In the U.S., since most people are covered under their employers’ insurance programs, employers’ attitudes toward medical tourism have a significant impact on its increase or decrease in popularity. In Europe, each country has national health care, so the state itself provides medical services. Medical tourism in Europe exists for procedures that are not covered by national health care such as plastic surgery and other elective procedures. Therefore, U.S. employers, which are facing increasing pressure to contain health care costs, may be more accepting of the concept of medical tourism (CNN). More than 150,000 North Americans and Europeans.. seek medical treatment overseas year after year. Small businesses, which have struggled the most to continue their health care plans in the face of spiraling costs, may be especially attracted. Employers are discussing medical tourism in executive communities such as LinkedIn (LinkedIn Answers).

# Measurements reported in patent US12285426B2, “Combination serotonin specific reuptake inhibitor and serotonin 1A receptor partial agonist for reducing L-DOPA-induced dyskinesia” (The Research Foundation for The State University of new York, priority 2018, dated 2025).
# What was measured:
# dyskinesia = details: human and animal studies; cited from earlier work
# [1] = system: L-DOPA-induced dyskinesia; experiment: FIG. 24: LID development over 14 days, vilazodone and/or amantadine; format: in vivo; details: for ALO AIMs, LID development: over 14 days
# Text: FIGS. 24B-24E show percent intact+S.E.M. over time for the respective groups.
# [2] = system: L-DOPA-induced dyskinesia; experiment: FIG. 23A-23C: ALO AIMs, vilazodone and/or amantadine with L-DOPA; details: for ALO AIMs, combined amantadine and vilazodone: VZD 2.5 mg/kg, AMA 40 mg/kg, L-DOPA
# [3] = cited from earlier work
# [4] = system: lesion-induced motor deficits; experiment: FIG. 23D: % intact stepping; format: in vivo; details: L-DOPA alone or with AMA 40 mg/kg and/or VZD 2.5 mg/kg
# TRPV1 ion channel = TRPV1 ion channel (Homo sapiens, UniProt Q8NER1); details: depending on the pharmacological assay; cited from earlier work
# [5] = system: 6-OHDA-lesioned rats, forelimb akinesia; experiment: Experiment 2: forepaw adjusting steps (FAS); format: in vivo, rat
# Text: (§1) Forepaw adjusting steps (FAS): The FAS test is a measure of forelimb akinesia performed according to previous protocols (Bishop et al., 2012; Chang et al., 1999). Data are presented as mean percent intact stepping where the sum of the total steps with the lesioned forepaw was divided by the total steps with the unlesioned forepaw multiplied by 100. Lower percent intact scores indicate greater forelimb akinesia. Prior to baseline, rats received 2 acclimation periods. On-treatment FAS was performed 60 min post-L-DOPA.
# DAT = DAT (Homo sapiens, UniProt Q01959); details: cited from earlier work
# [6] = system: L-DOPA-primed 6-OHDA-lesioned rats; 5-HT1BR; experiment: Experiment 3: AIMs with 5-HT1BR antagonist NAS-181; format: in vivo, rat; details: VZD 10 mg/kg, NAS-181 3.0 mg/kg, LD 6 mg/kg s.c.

Medical Tourism has a powerful political dimension in the U.S. because it is associated with moving jobs offshore. Many political constituencies are vehemently opposed to “outsourcing” or “offshoring” because they perceive it as a threat to “American jobs.” In addition, most Americans have never left the country, and most do not have passports. The idea of foreign travel, especially for medical care, would be upsetting for many people.